Bulwer-Lytton continued to write and in 1853 George Routledge paid the unprecedented sum of £20,000 for a ten-year lease of the copyrights to his nineteen existing novels. Routledge reissued these books as part of the 1s. 6d. Railway Library. In 1857 W. H. Smith reported that Bulwer-Lytton was the most requested author at his station bookstalls.
In May 1858, Catherine Dickens accidentally received a bracelet meant for Ellen Ternan. Her daughter, Kate Dickens, says her mother was distraught by the incident. Charles Dickens responded by a meeting with his solicitors. By the end of the month he negotiated a settlement where Catherine should have £400 a year and a carriage and the children would live with Dickens. Later, the children insisted they had been forced to live with their father.
The following month Charles Dickens decided to issue a statement to the press about the rumours involving him and two unnamed women (Ellen Ternan and Georgina Hogarth): "By some means, arising out of wickedness, or out of folly, or out of inconceivable wild chance, or out of all three, this trouble has been the occasion of misrepresentations, mostly grossly false, most monstrous, and most cruel - involving, not only me, but innocent persons dear to my heart... I most solemnly declare, then - and this I do both in my own name and in my wife's name - that all the lately whispered rumours touching the trouble, at which I have glanced, are abominably false. And whosoever repeats one of them after this denial, will lie as wilfully and as foully as it is possible for any false witness to lie, before heaven and earth."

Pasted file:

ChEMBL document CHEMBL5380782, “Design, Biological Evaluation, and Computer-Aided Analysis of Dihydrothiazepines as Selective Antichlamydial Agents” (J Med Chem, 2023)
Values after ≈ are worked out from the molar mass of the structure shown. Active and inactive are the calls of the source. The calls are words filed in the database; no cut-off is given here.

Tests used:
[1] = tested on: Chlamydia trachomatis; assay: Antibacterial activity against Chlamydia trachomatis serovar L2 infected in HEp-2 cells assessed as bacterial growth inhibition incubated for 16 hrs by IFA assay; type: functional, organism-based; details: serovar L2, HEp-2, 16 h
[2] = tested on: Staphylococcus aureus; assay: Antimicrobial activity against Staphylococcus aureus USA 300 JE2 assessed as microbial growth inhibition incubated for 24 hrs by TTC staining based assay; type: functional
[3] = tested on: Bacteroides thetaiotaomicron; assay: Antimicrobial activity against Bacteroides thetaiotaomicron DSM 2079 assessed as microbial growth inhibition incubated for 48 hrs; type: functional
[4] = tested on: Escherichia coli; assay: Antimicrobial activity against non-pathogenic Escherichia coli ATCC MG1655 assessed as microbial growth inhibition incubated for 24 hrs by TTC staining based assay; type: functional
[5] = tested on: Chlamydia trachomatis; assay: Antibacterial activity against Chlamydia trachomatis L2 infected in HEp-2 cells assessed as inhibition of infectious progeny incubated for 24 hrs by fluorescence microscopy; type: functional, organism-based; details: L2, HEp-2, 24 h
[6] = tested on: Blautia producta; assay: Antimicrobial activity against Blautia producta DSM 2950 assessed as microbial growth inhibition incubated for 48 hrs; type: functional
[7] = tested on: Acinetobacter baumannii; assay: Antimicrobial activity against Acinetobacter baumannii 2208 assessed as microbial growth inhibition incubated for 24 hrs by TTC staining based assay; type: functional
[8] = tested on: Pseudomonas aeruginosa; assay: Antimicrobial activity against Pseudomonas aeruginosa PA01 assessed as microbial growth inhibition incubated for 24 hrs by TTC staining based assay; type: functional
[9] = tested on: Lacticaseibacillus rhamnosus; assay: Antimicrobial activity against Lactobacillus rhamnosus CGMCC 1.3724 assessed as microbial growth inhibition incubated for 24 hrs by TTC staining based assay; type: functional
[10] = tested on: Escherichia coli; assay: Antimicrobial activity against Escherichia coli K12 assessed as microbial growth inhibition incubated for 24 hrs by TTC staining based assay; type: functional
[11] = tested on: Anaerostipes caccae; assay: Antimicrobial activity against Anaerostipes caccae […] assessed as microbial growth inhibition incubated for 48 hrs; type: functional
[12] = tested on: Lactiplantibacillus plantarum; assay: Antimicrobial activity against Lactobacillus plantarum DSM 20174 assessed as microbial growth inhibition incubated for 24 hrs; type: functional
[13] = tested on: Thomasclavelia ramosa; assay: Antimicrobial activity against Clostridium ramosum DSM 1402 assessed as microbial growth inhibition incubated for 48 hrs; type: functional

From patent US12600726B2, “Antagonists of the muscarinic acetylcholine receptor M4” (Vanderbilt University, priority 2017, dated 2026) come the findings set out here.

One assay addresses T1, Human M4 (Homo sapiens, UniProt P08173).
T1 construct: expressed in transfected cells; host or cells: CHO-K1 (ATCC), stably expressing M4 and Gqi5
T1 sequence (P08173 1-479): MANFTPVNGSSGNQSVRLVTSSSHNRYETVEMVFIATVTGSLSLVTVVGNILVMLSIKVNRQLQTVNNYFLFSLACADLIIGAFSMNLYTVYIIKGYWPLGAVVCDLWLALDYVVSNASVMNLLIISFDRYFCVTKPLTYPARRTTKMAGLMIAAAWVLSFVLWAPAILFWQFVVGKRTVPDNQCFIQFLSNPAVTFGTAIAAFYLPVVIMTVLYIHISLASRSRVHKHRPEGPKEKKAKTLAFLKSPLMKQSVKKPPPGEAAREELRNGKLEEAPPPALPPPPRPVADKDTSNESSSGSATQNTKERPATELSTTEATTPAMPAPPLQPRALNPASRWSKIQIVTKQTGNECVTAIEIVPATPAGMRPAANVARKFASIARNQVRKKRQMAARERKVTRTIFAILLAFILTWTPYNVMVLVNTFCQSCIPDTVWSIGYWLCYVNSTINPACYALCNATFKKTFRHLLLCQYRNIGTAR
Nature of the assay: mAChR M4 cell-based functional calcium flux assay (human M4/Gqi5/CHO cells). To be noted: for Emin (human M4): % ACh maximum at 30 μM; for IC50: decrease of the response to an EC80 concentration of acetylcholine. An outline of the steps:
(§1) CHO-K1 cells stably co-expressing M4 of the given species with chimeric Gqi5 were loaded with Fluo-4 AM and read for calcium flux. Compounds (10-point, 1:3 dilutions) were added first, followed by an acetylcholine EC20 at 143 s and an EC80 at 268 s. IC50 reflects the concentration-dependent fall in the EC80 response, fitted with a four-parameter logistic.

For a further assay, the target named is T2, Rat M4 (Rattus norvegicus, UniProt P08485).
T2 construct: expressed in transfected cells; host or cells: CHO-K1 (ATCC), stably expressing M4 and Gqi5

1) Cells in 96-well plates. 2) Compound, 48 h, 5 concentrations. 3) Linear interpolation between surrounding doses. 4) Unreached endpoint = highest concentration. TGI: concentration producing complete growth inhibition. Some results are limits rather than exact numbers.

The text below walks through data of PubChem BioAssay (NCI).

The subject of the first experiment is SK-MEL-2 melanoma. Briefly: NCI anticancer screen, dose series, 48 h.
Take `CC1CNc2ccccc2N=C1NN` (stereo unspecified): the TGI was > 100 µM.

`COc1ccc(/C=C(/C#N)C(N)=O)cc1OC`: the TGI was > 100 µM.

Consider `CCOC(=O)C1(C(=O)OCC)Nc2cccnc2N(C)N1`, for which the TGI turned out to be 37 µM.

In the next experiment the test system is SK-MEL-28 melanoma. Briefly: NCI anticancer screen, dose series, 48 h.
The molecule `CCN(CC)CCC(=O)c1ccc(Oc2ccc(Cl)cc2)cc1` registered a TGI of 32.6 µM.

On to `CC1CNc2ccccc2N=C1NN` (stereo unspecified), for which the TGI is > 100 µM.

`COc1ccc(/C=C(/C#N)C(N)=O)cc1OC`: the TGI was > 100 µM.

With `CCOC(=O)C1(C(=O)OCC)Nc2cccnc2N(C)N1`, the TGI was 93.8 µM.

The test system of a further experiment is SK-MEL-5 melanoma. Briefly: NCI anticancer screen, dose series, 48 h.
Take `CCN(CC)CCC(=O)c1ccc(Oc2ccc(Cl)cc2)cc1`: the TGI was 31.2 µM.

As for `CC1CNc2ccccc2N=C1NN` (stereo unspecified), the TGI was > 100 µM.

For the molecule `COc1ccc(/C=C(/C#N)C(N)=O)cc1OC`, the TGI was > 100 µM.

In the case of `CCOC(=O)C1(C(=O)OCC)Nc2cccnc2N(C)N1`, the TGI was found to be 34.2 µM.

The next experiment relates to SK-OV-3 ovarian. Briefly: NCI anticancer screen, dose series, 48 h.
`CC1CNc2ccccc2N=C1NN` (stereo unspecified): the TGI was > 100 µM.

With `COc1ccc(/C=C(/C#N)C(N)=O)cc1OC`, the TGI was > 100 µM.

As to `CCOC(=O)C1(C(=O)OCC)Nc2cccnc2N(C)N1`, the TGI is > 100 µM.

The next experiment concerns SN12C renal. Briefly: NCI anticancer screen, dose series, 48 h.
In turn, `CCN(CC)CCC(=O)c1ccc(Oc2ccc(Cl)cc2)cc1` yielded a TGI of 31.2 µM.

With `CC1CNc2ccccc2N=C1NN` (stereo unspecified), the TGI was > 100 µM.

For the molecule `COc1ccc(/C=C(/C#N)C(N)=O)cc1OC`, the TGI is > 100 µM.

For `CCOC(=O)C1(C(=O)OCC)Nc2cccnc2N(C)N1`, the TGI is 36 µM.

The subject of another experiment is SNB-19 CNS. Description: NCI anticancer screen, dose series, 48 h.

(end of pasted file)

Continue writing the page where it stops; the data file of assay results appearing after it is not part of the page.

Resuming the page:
The statement was published in The Times and Household Words. However, Punch Magazine, edited by his great friend, Mark Lemon, refused, bringing an end to their long friendship. Frederick Evans supported Lemon in this dispute. William Makepeace Thackeray also took the side of Catherine and he was also banned from the house. Dickens was so upset that he insisted that his daughters, Mamie Dickens and Kate Dickens, brought an end to their friendship with the children of Lemon and Thackeray.
Bulwer-Lytton and William Macready, unlike most of his close friends, both supported him in his actions. Claire Tomalin, the author of Dickens: A Life (2011) has argued: "With Bulwer, Dickens was on excellent terms, and since he had suffered his own marital disaster he was sympathetic, even inviting Dickens to bring Georgina and Mamie with him to stay at Knebworth. Macready, now living in Cheltenham, remained affectionate and uncensorious. His grand-daughter said later that he took the Nelly Ternan affair quite calmly as he knew that Dickens was not the celibate type, and that he quite approved of his separation from his wife. He was perturbed only when, as he thought, Dickens was conducting the affair with insufficient discretion, and risking a public scandal."